(I am fortunate enough to be able to use my writing/social media skills for one of them—Auk the Vote, which several of my birding friends recently set up to mobilize birdwatchers to get out the environmental vote. :-) )



None of these GOTV efforts offers rousing music like Hamilton or Les Miz. You’ll have to supply your own inspirational soundtrack. But the cast is a lot larger. The stage is immense. And this is a show that, for better or worse, won’t end after three hours.

Please get involved. Add your five or ten or fifty hours of volunteer GOTV to the rest of ours: You can find opportunities through any of the groups linked in this post. Even when the big picture seems out of my control, I feel a surge of optimism at how many of my friends are also doing this. I invite you to join us!

“Tomorrow” is now today. Get involved!

The art of the canvass

November 5, 2018

For many years I was a newspaper reporter and didn’t allow myself even the teensiest involvement in electoral politics. No campaign buttons, no bumper stickers, no lawn signs. I didn’t go as far as former Washington Post editor Len Downie, who famously didn’t allow himself even to vote, but I made every effort to show no bias that could be held against my newspaper and its news coverage. This was and still is standard practice in daily newspapers in the U.S., and it’s part of what is so disgusting about Trump and the right wing’s attacks on “biased mainstream media.” Every reporter I worked with over the years made scrupulous efforts to set aside their personal biases – for we all have them – and report in a fair and factual manner, even about politicans they personally found awful.

I wish I could sit down one-to-one with Fox News viewers and explain this to them. We try really, really hard to be fair. This is not a joke or a smokescreen. Journalists are individual people – people like your family, friends, neighbors – working our butts off and taking our responsibility as information providers in a democracy very seriously.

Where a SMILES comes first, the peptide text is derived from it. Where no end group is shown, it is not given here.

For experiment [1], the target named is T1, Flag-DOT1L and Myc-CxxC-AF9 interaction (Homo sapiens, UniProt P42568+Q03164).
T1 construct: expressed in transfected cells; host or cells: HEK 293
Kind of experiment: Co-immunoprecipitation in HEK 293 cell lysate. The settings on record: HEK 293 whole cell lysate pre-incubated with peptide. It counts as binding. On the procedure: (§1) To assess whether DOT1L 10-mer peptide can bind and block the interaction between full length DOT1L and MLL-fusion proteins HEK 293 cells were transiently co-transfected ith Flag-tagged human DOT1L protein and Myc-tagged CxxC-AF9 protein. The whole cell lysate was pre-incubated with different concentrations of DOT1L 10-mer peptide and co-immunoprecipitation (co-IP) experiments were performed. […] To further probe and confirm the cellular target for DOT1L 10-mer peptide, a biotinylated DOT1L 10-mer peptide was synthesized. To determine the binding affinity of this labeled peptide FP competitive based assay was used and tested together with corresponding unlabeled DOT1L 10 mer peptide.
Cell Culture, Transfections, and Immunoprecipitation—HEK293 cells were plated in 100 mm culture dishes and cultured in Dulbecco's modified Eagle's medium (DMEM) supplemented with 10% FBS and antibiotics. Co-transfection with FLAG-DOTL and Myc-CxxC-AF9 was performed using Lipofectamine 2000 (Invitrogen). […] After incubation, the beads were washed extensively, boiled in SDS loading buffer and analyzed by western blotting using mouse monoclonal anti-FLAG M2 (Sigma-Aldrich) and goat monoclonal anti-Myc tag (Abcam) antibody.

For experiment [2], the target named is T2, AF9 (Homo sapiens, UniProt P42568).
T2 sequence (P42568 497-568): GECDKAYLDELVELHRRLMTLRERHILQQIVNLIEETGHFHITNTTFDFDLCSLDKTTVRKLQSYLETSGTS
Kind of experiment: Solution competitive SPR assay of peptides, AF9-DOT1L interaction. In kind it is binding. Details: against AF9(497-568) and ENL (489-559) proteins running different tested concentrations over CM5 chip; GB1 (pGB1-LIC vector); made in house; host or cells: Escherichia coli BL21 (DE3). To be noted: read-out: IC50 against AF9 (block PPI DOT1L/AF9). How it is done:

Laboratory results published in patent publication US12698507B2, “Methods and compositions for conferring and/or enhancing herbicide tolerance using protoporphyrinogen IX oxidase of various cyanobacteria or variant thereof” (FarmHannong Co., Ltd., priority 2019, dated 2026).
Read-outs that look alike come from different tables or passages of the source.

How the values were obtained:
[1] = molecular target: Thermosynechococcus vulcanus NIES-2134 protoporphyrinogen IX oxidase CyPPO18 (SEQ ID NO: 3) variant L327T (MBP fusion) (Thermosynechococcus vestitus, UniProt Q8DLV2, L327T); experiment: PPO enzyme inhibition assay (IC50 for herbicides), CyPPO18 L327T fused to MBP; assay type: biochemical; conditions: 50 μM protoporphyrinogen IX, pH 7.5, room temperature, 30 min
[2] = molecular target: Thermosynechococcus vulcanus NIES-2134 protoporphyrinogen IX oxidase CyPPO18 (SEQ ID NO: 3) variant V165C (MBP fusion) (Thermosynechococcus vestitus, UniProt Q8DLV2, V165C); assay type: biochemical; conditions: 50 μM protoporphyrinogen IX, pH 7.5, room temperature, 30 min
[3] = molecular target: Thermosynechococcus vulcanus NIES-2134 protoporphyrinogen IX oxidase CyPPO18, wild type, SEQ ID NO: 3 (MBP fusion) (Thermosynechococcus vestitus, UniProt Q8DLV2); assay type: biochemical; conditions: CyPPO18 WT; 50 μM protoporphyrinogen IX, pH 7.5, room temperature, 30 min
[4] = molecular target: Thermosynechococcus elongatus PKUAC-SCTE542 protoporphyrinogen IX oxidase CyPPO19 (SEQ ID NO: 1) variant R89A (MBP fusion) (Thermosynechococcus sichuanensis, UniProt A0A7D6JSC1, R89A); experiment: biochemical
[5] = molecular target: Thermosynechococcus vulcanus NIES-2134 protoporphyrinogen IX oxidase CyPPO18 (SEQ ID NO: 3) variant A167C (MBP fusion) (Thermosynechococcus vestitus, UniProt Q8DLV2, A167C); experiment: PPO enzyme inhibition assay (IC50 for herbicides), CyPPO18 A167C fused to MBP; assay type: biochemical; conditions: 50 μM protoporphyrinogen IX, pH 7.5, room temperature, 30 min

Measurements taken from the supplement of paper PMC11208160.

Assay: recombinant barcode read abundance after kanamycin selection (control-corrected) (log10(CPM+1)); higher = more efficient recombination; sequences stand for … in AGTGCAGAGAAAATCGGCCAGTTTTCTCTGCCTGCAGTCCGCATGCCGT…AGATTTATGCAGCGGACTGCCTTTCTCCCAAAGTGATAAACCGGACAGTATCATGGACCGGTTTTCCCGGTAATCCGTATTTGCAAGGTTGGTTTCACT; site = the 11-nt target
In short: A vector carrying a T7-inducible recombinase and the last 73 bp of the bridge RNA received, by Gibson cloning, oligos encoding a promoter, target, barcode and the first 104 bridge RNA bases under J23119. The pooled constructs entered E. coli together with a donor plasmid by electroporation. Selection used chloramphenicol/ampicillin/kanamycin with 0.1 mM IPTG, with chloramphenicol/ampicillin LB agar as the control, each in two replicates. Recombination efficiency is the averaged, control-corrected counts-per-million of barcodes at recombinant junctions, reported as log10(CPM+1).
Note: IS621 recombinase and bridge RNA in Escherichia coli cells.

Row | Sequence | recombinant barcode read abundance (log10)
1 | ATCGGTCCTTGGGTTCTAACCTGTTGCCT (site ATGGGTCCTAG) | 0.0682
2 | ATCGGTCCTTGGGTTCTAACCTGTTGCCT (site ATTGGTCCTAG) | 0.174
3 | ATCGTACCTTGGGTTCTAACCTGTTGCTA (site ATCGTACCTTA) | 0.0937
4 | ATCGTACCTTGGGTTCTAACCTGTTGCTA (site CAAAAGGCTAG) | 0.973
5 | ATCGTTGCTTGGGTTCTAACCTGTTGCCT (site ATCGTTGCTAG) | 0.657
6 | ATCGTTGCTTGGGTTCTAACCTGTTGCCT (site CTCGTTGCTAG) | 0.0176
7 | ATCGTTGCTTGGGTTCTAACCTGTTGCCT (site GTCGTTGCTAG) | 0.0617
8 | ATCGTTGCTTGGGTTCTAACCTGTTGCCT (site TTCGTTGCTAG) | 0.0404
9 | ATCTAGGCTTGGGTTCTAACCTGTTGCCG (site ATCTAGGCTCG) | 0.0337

Anyway.

In 2008, I left my last newspaper job in one of the waves of news industry downsizing. I put an Obama bumper sticker on my car. Hooray! Amidst the sadness of leaving my profession, I was a citizen with a public voice again!

In 2012, I did one short round of phone banking for Obama. It was not enjoyable. It was the end of the campaign, and either people weren’t home or they didn’t want to hear from the 432nd person calling them.

In 2016, I went to Las Vegas and did a weekend of door-to-door canvassing for Clinton. It was fascinating, educational, and fun.

This fall, I’ve done a bunch of canvassing for Democratic candidates in swing districts in California’s Central Valley – four days for Josh Harder in Congressional District 10 (near Modesto) and this past weekend for T.J. Cox in CD 21 (south of Fresno).

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Getting ready to canvass at Josh Harder’s campaign headquarters in Modesto

Door-to-door canvassing took a little bit of attitude adjustment for me. With a graduate degree and 30+ years of experience in newspapers and nonprofits, I didn’t want to just be a “worker bee.” It felt wasteful to not be using my writing skills or organizational knowledge. But I wasn’t prepared to put in the months of time required for a higher-level role in a campaign, and what these campaigns needed was worker bees. So… off I buzzed.